A student pouted at me in conference today and said she doesn’t care about writing or reading well. She wants a good grade, and to finish her biology degree, and to get a high-paying job in quality control at her favorite meatpacking plant.
It’s a good plan. But as I tried to think of a gentle way to tell this girl in her 14th year of formal education that her grade and her writing run in parallel, I thought of Dr. Ezekiel Slamball, Scientist-in-Residence at the Charnela Institute of Big Sand Lake, Wisconsin, who in the 1980s was accused of anti-intellectualism by academy critics for various writings on the corporate university as a mere training school:
We cannot live by data alone
And cannot yet know what’s yet to be known.
In his collected letters, he writes to a friend, “Education should be a lifelong tendency with mystery as its leaning, not a product with a diploma as bill of sale.”
I’m all for mystery. Learning always teeters between knowing and not-knowing. That adventure is what makes teaching, research, reading, and writing worthwhile.
My mom, a teacher herself and an amateur naturalist, believed firmly in having mysteries in life, which she then explained away. Poltergeists, she said, were real all right—they were manifestations of children’s mental turmoil that came from immature minds trying to make sense of the world.
So, when all the heating grates were pulled out of the floor in our house and left lying next to their holes, and one of our cats had climbed in and lost its way, and the furnace man had to wriggle into the crawlspace under the floors and dismantle the ductwork in order to remove the cat before it got baked, I told her the poltergeist must have done it, because it sure wasn’t me.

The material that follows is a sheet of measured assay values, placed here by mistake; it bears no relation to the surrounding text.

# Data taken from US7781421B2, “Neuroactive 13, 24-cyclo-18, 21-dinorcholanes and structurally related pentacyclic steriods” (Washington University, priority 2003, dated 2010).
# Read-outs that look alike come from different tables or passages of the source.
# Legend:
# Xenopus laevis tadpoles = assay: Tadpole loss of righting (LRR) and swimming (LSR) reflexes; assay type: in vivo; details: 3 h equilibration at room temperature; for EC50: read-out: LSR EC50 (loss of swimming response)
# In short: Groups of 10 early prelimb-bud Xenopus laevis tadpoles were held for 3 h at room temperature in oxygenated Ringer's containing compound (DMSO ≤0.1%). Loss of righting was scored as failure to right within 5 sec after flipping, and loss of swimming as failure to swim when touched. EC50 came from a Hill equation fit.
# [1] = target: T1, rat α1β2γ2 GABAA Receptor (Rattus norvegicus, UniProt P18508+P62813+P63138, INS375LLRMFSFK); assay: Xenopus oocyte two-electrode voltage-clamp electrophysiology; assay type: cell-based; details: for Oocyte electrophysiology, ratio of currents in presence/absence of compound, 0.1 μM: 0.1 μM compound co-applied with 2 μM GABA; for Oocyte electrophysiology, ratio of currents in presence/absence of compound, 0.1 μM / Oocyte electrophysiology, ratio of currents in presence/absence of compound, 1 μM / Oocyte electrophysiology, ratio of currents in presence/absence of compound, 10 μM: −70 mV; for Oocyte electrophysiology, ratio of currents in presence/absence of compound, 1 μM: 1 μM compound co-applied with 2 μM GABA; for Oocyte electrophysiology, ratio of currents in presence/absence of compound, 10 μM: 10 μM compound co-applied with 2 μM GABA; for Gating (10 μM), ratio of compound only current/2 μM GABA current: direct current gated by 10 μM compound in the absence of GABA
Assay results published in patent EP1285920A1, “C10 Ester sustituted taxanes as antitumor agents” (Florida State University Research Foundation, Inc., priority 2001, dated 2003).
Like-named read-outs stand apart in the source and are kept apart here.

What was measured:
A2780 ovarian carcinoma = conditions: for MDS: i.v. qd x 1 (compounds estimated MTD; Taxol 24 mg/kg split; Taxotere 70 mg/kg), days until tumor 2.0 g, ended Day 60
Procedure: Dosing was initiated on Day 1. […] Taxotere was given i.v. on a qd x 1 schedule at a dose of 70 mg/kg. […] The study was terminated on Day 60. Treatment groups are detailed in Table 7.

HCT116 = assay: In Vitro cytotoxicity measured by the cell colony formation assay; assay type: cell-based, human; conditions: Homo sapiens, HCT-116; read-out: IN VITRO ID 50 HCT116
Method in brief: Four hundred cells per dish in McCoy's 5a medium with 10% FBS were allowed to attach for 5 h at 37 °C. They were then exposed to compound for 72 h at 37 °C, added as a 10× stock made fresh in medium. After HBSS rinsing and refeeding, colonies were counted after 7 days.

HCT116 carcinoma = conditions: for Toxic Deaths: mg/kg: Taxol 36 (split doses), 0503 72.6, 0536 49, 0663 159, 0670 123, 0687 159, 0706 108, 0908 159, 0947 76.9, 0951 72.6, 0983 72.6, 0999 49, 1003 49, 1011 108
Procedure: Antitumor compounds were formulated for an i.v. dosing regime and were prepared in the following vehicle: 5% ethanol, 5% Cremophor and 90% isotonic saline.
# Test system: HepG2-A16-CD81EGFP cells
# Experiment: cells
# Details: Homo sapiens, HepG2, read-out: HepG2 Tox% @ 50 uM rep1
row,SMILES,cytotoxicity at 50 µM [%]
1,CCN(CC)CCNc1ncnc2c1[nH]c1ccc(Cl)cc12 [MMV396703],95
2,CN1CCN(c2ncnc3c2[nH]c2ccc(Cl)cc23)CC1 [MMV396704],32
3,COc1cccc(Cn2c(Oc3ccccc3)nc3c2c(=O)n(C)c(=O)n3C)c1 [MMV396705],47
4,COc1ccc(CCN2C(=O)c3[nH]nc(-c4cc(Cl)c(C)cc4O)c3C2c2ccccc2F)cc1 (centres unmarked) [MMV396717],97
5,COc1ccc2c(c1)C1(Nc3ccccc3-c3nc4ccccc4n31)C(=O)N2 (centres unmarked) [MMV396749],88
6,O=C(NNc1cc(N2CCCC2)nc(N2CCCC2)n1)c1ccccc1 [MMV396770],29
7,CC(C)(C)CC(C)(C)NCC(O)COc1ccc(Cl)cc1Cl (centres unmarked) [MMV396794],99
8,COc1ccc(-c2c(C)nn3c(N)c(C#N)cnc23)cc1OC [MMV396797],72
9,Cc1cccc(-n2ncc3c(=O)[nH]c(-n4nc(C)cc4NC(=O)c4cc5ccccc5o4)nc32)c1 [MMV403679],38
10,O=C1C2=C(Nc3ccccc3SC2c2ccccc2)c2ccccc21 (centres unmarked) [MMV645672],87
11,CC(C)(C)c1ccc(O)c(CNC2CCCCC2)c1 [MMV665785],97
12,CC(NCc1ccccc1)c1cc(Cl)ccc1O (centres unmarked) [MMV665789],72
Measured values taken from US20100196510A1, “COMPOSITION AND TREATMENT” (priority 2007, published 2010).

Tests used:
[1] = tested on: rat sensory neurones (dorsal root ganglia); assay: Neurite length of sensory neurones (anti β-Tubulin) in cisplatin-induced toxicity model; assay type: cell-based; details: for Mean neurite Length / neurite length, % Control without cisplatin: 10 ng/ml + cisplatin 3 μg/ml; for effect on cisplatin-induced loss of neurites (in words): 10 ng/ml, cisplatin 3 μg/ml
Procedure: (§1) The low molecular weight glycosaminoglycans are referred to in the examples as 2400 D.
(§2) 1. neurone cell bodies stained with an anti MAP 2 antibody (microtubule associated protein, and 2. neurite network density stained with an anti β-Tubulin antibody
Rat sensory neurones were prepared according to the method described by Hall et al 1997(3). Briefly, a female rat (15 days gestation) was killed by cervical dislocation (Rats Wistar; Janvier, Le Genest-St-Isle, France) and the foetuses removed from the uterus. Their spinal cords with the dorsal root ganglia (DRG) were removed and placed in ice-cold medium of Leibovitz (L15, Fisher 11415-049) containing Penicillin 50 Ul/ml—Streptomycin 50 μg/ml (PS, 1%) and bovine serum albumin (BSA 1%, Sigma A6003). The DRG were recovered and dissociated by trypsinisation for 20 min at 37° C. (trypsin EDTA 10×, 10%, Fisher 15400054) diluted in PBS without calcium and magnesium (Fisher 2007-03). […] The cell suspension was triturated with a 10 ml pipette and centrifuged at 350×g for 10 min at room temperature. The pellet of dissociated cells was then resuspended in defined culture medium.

And after she put me to bed, sick, with strict orders not to get up while she raked the yard but then saw me through the living room window, walking around drinking Grape Nehi, I let her shake me awake to see why I’d disobeyed before I insisted that I’d never left my bed and reminded her we didn’t even keep soda in the house. “Isn’t there something called a…doppelgänger?” I said.
You see, I’m also a man of science in this, our most recent, age of awakening in America. I had enough hours as an undergrad to minor in physics and have long believed that the inexplicable serves the human mind. My dreams are vivid and frequent these days, which I blame in part on this blog, since everything I scribble in the little leather notebook Mrs. Churm bought me, which I keep in my back pocket at all times, is put under the microscope of Usefulness, and the search for form is constant. It should come as no surprise that the ideas, people, and places I write about here are bubbling up into my dreams—blog commenter Rory and Abe Lincoln gobbling strawberry bars under the Liberty Bell, for instance.
But how to explain that Mrs. Churm, Starbuck, and I dreamed simultaneously, two nights ago, that the deans of all the colleges at Hinterland University came to dinner dressed as burghers from a Rembrandt painting and waited until coffee was served to ask me to apply to the tenure track?
Surely this is no coincidence. Science will one day explain such group phenomena as the result of simple humidity change, or the earth’s molten core looping magnetically into the mantle under our beds. Until then, our lives are as mysterious as poetry.